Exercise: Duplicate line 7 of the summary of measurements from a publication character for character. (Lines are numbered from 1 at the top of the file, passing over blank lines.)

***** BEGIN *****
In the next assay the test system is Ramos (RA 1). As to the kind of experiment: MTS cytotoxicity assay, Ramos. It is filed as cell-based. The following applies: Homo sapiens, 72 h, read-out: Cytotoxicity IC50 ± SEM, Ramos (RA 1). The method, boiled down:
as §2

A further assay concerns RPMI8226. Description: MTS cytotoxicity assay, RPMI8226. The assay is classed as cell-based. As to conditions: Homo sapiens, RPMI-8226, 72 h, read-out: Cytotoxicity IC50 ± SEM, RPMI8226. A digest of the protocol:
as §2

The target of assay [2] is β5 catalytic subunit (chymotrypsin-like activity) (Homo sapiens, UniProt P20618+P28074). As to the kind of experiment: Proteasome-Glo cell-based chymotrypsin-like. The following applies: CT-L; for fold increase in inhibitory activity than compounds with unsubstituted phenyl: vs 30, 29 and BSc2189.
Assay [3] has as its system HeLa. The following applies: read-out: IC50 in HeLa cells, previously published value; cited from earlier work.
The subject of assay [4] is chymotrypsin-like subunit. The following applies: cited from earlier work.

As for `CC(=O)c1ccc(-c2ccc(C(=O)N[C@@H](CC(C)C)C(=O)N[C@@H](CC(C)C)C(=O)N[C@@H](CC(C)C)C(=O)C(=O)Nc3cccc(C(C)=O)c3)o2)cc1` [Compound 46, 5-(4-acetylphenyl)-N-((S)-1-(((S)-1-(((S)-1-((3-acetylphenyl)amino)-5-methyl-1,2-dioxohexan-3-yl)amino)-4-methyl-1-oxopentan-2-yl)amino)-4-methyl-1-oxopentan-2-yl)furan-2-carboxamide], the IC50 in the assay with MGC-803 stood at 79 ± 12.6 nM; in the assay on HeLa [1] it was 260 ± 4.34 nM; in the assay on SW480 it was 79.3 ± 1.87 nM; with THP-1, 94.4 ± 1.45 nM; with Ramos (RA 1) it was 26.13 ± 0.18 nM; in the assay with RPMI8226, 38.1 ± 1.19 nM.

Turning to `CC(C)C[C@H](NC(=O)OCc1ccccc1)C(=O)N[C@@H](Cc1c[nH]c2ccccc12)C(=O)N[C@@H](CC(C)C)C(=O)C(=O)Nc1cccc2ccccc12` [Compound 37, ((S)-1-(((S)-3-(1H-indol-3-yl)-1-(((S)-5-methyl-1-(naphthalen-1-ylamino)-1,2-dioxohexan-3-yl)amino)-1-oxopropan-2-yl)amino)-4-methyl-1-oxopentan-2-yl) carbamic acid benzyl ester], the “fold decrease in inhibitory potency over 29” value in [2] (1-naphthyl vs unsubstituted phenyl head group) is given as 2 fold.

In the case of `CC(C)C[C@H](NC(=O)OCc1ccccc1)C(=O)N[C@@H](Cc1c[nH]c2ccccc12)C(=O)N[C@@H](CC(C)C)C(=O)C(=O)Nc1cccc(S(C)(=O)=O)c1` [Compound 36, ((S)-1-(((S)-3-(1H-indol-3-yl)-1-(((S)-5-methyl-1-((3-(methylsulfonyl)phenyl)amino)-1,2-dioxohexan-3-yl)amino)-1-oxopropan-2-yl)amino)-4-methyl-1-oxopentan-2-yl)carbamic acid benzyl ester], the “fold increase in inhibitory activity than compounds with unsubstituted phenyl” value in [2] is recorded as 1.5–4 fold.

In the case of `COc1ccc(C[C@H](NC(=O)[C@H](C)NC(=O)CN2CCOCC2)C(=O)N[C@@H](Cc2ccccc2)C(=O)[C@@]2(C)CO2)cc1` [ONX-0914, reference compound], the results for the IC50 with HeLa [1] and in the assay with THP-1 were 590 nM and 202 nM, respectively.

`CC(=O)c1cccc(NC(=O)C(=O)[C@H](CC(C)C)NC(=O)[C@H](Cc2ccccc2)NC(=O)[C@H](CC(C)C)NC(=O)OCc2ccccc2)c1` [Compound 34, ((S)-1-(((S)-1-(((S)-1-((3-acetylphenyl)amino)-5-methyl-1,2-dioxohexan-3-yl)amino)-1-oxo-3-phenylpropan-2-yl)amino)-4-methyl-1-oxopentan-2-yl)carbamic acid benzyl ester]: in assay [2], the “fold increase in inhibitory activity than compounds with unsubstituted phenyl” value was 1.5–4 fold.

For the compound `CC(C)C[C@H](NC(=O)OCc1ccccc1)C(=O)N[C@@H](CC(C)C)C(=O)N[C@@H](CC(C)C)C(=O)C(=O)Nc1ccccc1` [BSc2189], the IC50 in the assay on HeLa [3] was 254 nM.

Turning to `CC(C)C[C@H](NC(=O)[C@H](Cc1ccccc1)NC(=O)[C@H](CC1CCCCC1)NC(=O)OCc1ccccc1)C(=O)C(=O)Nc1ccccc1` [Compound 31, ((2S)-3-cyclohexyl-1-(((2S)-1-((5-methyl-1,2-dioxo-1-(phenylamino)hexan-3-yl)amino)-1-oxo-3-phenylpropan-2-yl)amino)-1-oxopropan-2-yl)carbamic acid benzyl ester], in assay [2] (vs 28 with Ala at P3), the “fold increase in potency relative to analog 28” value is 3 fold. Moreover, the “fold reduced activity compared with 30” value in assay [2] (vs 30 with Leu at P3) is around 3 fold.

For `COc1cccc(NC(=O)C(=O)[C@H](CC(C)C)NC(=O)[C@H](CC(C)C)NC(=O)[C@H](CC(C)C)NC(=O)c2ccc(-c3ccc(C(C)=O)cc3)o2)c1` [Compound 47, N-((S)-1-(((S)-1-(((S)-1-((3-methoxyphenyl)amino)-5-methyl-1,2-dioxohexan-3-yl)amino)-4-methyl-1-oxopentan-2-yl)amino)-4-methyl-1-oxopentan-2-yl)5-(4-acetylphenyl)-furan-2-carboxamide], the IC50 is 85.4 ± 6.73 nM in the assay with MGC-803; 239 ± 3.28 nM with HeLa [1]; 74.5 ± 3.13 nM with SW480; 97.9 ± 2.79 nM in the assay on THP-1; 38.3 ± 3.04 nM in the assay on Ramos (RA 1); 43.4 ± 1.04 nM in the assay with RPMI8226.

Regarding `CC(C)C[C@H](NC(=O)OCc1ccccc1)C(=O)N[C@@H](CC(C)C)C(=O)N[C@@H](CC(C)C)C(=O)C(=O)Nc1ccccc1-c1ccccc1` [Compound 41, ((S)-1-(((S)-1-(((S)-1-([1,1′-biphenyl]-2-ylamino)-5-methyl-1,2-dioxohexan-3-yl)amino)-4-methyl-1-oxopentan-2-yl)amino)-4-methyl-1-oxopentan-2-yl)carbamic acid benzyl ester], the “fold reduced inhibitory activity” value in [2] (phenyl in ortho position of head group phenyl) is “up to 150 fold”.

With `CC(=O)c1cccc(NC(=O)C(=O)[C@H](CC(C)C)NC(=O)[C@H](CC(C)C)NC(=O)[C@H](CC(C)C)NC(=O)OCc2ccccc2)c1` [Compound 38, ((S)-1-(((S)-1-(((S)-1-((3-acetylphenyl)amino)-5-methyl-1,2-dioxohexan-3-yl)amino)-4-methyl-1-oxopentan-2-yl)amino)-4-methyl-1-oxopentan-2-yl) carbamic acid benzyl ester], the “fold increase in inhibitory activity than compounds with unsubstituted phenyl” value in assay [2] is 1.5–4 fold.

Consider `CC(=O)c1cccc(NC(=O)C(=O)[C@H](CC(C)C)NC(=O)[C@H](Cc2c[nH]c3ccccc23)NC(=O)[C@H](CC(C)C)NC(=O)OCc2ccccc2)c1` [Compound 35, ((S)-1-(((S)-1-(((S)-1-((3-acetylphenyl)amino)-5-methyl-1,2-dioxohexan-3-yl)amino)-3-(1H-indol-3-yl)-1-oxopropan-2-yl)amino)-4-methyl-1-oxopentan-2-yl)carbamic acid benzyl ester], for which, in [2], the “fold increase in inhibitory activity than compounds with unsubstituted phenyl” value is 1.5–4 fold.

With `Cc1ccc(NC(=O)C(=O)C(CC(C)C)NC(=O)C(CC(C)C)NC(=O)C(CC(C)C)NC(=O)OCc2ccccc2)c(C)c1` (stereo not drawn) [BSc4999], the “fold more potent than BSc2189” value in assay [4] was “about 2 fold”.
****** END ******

The subject of assay [4] is chymotrypsin-like subunit. The following applies: cited from earlier work.